3 – Figure out a style of working together. There are many different ways for a boss and employee to work together. Rather than taking a trial and error approach to finding what will work for both parties, it is far better to have a deliberate conversation and agree on a style. Elements of style include communication, feedback, progress updates, questions, and problems. For example, will we meet at planned intervals or as needed; in person or by phone or e-mail; one on one or at team meetings; written reports or verbal updates.

4 – Agree on resources available. Resources include budgets, equipment, time, people and facilities. A clear understanding of what you have or don’t have available to do the job is a critical component to defining and meeting expectations.

5 – Develop a plan for accelerating success and ongoing professional development. Everyone has something more they could learn and skills to add or develop. Beginning a dialog about these at the start establishes development and professional growth an inherent job element and a mutual recognition of current strengths and opportunities.

The best time to have the first round of these conversations is during the interview process. When open discussions in these five areas are ongoing natural interactions between the leader and the employee, success is more likely and both people will feel like contributing players on a winning team.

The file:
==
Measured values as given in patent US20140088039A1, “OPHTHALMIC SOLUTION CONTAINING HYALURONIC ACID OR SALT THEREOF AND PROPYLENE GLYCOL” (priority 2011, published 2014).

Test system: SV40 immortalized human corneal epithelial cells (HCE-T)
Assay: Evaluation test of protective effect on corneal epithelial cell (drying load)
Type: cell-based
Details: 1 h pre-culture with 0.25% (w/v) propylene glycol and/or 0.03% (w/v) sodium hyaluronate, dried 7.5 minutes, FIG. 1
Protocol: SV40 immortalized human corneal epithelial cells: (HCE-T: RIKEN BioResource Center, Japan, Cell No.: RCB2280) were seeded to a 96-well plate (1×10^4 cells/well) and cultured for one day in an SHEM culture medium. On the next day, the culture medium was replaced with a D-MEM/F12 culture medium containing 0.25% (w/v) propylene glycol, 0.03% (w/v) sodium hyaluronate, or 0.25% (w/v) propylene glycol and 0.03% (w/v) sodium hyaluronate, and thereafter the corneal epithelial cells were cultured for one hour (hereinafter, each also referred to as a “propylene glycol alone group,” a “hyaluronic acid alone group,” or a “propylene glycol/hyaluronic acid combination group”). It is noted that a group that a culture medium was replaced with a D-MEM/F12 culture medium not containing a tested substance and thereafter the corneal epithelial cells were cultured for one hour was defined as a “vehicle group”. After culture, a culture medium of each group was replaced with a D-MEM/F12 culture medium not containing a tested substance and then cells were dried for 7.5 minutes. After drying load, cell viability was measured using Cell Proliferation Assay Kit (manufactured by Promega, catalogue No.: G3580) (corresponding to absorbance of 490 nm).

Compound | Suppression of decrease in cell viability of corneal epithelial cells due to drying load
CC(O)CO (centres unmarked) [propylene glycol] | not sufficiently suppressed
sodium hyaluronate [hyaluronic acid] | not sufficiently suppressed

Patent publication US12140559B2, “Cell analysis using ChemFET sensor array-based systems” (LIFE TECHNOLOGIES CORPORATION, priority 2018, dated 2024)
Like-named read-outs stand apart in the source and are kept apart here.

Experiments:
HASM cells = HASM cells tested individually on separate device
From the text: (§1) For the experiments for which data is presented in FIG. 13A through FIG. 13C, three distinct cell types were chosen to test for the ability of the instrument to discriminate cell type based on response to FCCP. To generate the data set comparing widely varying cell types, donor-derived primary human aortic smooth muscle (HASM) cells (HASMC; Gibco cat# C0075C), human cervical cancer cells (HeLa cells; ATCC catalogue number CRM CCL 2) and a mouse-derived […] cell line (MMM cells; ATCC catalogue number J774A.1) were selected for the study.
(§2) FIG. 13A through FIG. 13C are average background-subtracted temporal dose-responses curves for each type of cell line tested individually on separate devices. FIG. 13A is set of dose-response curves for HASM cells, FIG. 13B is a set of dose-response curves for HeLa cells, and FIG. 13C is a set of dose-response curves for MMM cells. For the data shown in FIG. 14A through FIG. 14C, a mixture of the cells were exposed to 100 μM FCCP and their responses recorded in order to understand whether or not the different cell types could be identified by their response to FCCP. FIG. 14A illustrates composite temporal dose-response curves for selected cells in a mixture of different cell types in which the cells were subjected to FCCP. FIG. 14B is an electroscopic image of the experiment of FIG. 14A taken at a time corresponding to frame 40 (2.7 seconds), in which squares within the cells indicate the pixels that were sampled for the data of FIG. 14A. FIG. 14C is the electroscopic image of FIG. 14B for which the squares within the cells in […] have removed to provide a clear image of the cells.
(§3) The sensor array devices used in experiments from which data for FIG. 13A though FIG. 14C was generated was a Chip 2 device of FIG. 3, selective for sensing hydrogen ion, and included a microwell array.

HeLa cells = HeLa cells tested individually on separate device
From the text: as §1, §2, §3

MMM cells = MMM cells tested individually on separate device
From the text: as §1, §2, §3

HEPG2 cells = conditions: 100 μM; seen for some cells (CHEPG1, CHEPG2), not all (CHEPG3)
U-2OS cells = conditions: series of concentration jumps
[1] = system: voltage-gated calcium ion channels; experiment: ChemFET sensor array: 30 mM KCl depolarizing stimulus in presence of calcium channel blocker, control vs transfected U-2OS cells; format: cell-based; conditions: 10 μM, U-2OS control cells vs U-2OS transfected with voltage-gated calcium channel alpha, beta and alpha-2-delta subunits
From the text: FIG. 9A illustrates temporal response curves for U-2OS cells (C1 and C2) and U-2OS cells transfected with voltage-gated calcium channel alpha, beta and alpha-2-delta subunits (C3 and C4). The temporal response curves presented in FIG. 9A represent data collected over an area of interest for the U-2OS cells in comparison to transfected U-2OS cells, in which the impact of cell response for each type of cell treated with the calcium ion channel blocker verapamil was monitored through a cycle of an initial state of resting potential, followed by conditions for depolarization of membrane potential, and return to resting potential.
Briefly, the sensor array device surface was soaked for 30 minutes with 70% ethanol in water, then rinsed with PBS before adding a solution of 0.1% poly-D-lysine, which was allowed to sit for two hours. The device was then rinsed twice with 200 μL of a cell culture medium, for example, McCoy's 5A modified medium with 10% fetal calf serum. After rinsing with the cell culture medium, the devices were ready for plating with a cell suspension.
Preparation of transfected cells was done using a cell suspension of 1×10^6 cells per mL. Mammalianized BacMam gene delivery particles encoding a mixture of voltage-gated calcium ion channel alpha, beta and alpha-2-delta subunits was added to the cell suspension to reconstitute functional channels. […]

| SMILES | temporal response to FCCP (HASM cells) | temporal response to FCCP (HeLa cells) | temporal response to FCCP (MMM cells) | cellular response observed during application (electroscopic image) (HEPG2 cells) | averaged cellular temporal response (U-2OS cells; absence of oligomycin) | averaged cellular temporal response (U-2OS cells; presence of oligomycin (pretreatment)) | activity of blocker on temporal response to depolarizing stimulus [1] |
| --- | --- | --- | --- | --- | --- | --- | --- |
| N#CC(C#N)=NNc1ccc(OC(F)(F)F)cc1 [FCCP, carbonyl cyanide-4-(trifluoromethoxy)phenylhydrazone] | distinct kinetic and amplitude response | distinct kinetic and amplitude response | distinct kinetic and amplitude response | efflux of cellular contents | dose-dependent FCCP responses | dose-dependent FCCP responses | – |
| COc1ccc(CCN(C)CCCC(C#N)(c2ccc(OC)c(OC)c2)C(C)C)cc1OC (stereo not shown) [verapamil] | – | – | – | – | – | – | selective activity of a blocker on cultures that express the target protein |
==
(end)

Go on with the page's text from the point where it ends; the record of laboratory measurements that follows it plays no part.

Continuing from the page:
Wednesday, January 7, 2015


The team was really excited about the strategic plan they put together last year. They had analyzed the market, anticipated what the competition would be doing and set several key goals for what they wanted to achieve. 2014 was going to be a record year – but in reality it will barely be ahead of 2013 and that was nothing to brag about. People seem to be taking it in stride without too much disappointment. After all, they knew they had worked hard all year. Also they have seen other strategic plans come and go. Usually ‘reality’ sets in by mid-year and the goals are essentially forgotten.

This is a tale heard often from teams, businesses, non-profits, individuals and families. Plans and resolutions are made in January but by December they often become stories of disappointment rather than the success anticipated. The difference in success and failure is usually not the strategies or the plans but rather the execution of them.

As Stephen Covey explained in The 4 Disciplines of Execution strategies fail for four key reasons: people don’t understand the strategy; if they know what it is, they don’t understand what they can do to help achieve it; they are not sure how well they are doing to know if they are making progress; and there is no timely individual feedback and accountability. 

The secret to successful strategies is to have no more than two to three major goals; focus on lead measures that people know they can control as well as directly influence the goal; make a compelling scoreboard that tracks the lead measures; and have regular accountability and feedback meetings to celebrate progress and adjust to overcome problems. Those disciplines along with people who fit the job and a leader who helps them feel and fare better create an outstanding team.

We hope you had an enjoyable holiday season and have a successful 2015!